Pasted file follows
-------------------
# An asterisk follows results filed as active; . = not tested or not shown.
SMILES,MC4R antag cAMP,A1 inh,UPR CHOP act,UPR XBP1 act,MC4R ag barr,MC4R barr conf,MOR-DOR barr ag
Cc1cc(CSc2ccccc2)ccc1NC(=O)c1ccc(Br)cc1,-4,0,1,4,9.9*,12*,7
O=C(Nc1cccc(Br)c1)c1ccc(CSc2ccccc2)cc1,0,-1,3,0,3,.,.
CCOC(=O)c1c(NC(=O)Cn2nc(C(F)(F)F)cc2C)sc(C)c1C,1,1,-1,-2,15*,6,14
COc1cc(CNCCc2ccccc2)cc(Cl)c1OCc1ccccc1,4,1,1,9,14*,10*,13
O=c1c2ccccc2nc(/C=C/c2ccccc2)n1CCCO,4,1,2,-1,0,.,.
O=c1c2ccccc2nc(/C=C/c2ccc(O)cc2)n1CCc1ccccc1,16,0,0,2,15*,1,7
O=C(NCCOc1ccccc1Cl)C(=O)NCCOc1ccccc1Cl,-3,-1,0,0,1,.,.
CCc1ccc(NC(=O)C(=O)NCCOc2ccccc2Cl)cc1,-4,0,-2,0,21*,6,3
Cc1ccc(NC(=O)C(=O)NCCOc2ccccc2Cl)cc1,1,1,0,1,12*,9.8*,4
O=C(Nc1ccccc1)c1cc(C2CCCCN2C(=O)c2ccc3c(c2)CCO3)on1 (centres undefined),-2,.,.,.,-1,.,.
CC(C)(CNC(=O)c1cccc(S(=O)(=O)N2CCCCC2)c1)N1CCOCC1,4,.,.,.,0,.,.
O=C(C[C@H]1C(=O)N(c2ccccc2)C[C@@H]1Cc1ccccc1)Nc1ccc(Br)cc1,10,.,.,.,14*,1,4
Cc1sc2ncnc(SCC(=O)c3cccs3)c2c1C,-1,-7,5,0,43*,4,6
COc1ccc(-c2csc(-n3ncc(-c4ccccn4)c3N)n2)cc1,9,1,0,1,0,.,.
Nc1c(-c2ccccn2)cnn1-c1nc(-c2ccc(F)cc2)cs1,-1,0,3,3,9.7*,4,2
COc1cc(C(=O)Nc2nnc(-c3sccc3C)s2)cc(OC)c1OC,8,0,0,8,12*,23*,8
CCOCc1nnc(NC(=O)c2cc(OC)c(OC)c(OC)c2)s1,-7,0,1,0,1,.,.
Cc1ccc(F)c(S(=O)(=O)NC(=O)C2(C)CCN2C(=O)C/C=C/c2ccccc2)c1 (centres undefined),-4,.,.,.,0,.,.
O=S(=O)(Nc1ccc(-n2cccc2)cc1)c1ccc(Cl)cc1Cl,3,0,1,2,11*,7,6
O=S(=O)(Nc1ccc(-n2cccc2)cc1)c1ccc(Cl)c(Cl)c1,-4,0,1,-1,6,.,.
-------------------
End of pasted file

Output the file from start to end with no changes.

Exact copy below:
# An asterisk follows results filed as active; . = not tested or not shown.
SMILES,MC4R antag cAMP,A1 inh,UPR CHOP act,UPR XBP1 act,MC4R ag barr,MC4R barr conf,MOR-DOR barr ag
Cc1cc(CSc2ccccc2)ccc1NC(=O)c1ccc(Br)cc1,-4,0,1,4,9.9*,12*,7
O=C(Nc1cccc(Br)c1)c1ccc(CSc2ccccc2)cc1,0,-1,3,0,3,.,.
CCOC(=O)c1c(NC(=O)Cn2nc(C(F)(F)F)cc2C)sc(C)c1C,1,1,-1,-2,15*,6,14
COc1cc(CNCCc2ccccc2)cc(Cl)c1OCc1ccccc1,4,1,1,9,14*,10*,13
O=c1c2ccccc2nc(/C=C/c2ccccc2)n1CCCO,4,1,2,-1,0,.,.
O=c1c2ccccc2nc(/C=C/c2ccc(O)cc2)n1CCc1ccccc1,16,0,0,2,15*,1,7
O=C(NCCOc1ccccc1Cl)C(=O)NCCOc1ccccc1Cl,-3,-1,0,0,1,.,.
CCc1ccc(NC(=O)C(=O)NCCOc2ccccc2Cl)cc1,-4,0,-2,0,21*,6,3
Cc1ccc(NC(=O)C(=O)NCCOc2ccccc2Cl)cc1,1,1,0,1,12*,9.8*,4
O=C(Nc1ccccc1)c1cc(C2CCCCN2C(=O)c2ccc3c(c2)CCO3)on1 (centres undefined),-2,.,.,.,-1,.,.
CC(C)(CNC(=O)c1cccc(S(=O)(=O)N2CCCCC2)c1)N1CCOCC1,4,.,.,.,0,.,.
O=C(C[C@H]1C(=O)N(c2ccccc2)C[C@@H]1Cc1ccccc1)Nc1ccc(Br)cc1,10,.,.,.,14*,1,4
Cc1sc2ncnc(SCC(=O)c3cccs3)c2c1C,-1,-7,5,0,43*,4,6
COc1ccc(-c2csc(-n3ncc(-c4ccccn4)c3N)n2)cc1,9,1,0,1,0,.,.
Nc1c(-c2ccccn2)cnn1-c1nc(-c2ccc(F)cc2)cs1,-1,0,3,3,9.7*,4,2
COc1cc(C(=O)Nc2nnc(-c3sccc3C)s2)cc(OC)c1OC,8,0,0,8,12*,23*,8
CCOCc1nnc(NC(=O)c2cc(OC)c(OC)c(OC)c2)s1,-7,0,1,0,1,.,.
Cc1ccc(F)c(S(=O)(=O)NC(=O)C2(C)CCN2C(=O)C/C=C/c2ccccc2)c1 (centres undefined),-4,.,.,.,0,.,.
O=S(=O)(Nc1ccc(-n2cccc2)cc1)c1ccc(Cl)cc1Cl,3,0,1,2,11*,7,6
O=S(=O)(Nc1ccc(-n2cccc2)cc1)c1ccc(Cl)c(Cl)c1,-4,0,1,-1,6,.,.